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Commentary: An Iraqi constitution

By JOHN ARMOR   |   April 27, 2003 at 5:39 PM   |   Comments

HIGHLANDS, N.C., April 27 (UPI) -- What are the essentials for the Iraqis to write a new constitution -- one that has a chance of taking root in that beleaguered nation?

First, we look at geopolitical realities. Some critics of nation building in Iraq claim that it is "an artificial nation" with borders that were drawn "arbitrarily by colonial powers." Therefore, they conclude that it is unlikely to survive as a single nation. The critics ignore the fact that every nation in the world except Australia, New Zealand and Japan has at least one artificial international border, drawn as a result of military or political machinations.

Only those three, of the 193 nations in the world, have borders that are entirely natural -- the oceans and seas that surround them. For example, the United States conducted one war against Mexico and threatened another against Canada, before its respective southern and northern borders were fixed as they exist today. (As Casey Stengel used to say, "You could look it up").

There are sound reasons for maintaining Iraq with its present borders, regardless of how arbitrary they may have been initially. Turkey seeks to encroach on northern Iraq, Syria on central Iraq, and Iran on southern Iraq and the Shiite areas of Baghdad. Only guaranteed borders for Iraq can shut down those respective foreign ambitions.

Accept the idea that Iraq should continue to exist. What form of government must it have, and how can that be guaranteed by its new constitution?

The religious and ethnic diversity and hostility among the people of Iraq is evident for all to see. What examples are there to show how these can be peacefully accommodated?

For an end to the religious battles and murders that have marked the history of Iraq, one conclusion is obvious. The new Iraq cannot be a theocracy, giving primacy to any religion, specifically to the Shiites comprising about 60 percent of its population, who until the American-led liberation were brutally repressed by the Sunnis under Saddam Hussein. How can any nation, through its constitution, prevent the majority religion(s) from dominating the minority ones?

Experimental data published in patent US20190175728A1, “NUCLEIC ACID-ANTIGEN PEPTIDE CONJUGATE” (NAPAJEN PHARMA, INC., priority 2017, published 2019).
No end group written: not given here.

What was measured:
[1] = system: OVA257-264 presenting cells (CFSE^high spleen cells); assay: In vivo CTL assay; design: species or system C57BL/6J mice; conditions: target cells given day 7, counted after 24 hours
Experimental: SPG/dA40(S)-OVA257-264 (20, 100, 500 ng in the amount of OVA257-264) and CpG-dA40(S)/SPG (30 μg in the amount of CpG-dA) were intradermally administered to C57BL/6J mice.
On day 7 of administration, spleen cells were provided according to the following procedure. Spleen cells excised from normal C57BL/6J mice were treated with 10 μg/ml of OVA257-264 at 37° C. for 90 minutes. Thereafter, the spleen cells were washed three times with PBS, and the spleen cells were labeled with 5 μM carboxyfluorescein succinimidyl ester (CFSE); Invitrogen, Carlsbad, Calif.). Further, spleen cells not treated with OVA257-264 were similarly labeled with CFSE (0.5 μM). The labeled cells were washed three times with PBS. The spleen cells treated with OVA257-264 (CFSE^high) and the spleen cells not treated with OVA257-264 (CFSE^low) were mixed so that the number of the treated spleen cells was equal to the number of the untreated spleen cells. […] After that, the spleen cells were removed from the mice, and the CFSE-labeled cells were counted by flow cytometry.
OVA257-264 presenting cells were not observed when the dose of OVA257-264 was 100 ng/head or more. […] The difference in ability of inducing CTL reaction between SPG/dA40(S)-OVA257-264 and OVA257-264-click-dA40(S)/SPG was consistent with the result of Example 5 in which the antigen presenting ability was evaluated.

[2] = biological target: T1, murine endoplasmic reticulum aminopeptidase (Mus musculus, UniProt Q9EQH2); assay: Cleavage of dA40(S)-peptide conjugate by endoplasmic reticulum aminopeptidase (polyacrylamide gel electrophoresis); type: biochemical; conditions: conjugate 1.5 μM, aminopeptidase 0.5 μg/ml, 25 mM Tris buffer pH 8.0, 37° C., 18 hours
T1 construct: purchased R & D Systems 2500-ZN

Three examples are available. The first is the United States, which forbids any official religion and guarantees the freedom of worship of all religions. The example at the opposite end of the scale is India. Its constitution recognizes 16 official languages, seven official religions (plus hundreds of official sects), and specifies in detail the powers of all its constituent states. That is why its constitution is the longest in the world, running to thousands of pages. Though India is a secular state, it guarantees the religious freedom of its citizens by explicit guarantees extended to each. Either the U.S. or Indian method would work for Iraq.

The third good example is Switzerland. It is divided into cantons, each of which is dominated by one of its linguistic, ethnic and religious components -- those are the Germans, French, Italians and Romanch. The Swiss government is a "loose federation" in which all its cantons ("states" in the United States, or "provinces" in other nations) have a very high degree of autonomy, with only minimal functions reserved to the national government.

All three of these nations are constitutional republics. Though all are generally referred to as democracies, the constitutions of all three forbid a simple majority from changing the accommodations made for their religious or other minorities. All three constitutions forbid amendment except through various types of supra-majority decisions.

Exactly the same MUST be done in the new Iraqi constitution. For legitimacy, it must be approved by the people of Iraq. But it MUST NOT be a pure democracy.

Few nations in the world have ever attempted to establish themselves as a pure democracy. And all that have tried have failed. Athens is cited as the first democracy. But it had a limited franchise. Only native citizens who were male and not slaves were allowed to vote. They amounted to about 10 percent of the population. And even that small group still was sufficient to permit the demagoguery that led to its destruction.